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Snow way, mineral spirits or kerosene

Discussion in 'Truck & Equipment Repair' started by mrwolf, Jan 15, 2014.

  1. mrwolf

    mrwolf Senior Member
    Messages: 104

    No hydra flush around. Need to flush two old 25's and a 24. Is mineral spirits or kerosene gonna give it any ideas it doesn't need? Also does anyone know if I can pull the resiviour to clean the filter without unbolting the whole power unit? Also basher thanks for all your help. I will be calling for parts soon!
  2. johnhenry1933

    johnhenry1933 Senior Member
    Messages: 256

    W/o Hydraflush, I would flush the rams and hoses with ATF, and everything else (reservoir, cartridges, manifold) w/ brake cleaner and compressed air. I've been doing it this way for years w/ 100% success.

    I know Kerosene and mineral spirits are not too "hot", but the seals and packings were made specifically for plow fluid, flush (and possibly ATF)...not solvents or fuel.
  3. basher

    basher PlowSite Fanatic
    from 19707
    Messages: 8,993

    No way to remove the reservoir without unbolting the pump, it's not that hard.

    ATF is not a good flush. The flush should be a lighter viscosity fluid than is normally used in the system need to create turbulance to free the particales and dislove old fluid sludge. Look into Trans Tune by seafoam. Your local parts store should be able to get it for you, follow the instruction.

    Here's a great article on flushing hydraulics. It needs some tweaking for snowplow use the the basics are the same.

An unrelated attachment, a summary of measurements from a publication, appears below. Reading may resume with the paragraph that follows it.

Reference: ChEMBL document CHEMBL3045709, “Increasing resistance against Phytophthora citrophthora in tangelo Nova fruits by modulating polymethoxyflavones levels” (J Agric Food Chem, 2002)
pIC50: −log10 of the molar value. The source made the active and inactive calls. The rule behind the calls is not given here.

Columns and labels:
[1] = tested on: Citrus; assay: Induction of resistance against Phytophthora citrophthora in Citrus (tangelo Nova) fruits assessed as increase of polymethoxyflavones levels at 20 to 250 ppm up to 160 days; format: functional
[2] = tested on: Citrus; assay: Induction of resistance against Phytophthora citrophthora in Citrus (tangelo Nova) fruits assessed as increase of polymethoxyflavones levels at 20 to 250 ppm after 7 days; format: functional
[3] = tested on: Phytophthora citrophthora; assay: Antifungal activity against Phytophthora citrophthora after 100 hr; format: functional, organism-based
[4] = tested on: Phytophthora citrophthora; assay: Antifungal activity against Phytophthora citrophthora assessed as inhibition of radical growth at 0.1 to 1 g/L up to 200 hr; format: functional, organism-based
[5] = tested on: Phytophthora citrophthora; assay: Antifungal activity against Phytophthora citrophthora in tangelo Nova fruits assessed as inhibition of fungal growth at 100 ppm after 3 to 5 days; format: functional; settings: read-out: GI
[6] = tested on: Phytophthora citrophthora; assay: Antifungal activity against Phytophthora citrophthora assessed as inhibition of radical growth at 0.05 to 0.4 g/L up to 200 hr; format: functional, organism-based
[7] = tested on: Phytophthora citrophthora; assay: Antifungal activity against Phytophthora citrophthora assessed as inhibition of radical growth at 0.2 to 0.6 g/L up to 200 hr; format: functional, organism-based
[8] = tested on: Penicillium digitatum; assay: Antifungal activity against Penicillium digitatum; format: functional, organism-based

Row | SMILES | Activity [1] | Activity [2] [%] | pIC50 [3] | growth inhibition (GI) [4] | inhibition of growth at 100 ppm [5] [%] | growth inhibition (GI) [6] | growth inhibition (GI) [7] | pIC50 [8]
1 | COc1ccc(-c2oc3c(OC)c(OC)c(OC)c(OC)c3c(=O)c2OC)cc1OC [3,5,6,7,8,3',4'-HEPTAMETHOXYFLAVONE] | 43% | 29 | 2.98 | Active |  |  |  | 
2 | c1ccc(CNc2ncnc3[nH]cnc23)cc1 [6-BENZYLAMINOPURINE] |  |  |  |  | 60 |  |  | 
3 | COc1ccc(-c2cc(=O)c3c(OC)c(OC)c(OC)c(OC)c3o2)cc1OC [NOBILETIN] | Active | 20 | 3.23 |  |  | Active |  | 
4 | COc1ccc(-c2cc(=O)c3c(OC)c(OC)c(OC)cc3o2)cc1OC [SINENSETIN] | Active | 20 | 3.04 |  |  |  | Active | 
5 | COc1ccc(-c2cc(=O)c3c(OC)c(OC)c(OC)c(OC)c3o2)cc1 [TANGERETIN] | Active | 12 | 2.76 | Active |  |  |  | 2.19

4. johnhenry1933

    johnhenry1933 Senior Member
    Messages: 256

    Tweaking is an understatement. Steps 9 and 10 alone take six hours...of operation.

    Flushing the rams is simple if the blade is removed. Right ram hose into a full jar of flush (or ATF) with the right ram hose into an empty jar (with hose kept out of liquid to prevent backsiphoning). Go back and forth several times to flush. Then reverse and do same with left ram.

    You have a point in the cold with ATF...just warm it up. The process doesn't take so long (five or ten minutes).

    Frankly, it's not that much work to remove the rams, then the gland nut and seals if it's really contaminated.
  5. jasonv

    jasonv PlowSite.com Addict
    from kannada
    Messages: 1,122

    There isn't anything special about plow fluid aside from its viscosity. Its basically like any generic hydraulic fluid.

    Solvents or fuel won't hurt it. Not like it will be run on those, they are just for quickly cleaning everything out, remove the solvent, and keep going. Any kind of solvent available in bulk should work wonderfully for cleaning hydraulics, including old furnace oil. Just don't run/use the hydraulics with that in it, because it is not a good lubricant, and leaving it LONG TERM can damage seals.
  6. johnhenry1933

    johnhenry1933 Senior Member
    Messages: 256

    No there is no debate about "cleaning."

    The concern is damage to seals, packings, as well as all the rubber and Teflon rings in the manifold.
  7. jasonv

    jasonv PlowSite.com Addict
    from kannada
    Messages: 1,122

    And as I said, it won't cause any problems at all, unless you do something really stupid, like leave it in PERMANENTLY.
  8. johnhenry1933

    johnhenry1933 Senior Member
    Messages: 256

    Well, the problem is, "any kind of solvent" may be incompatible with the seals, packings and O-rings on contact. They may be too hot, or simply incompatible.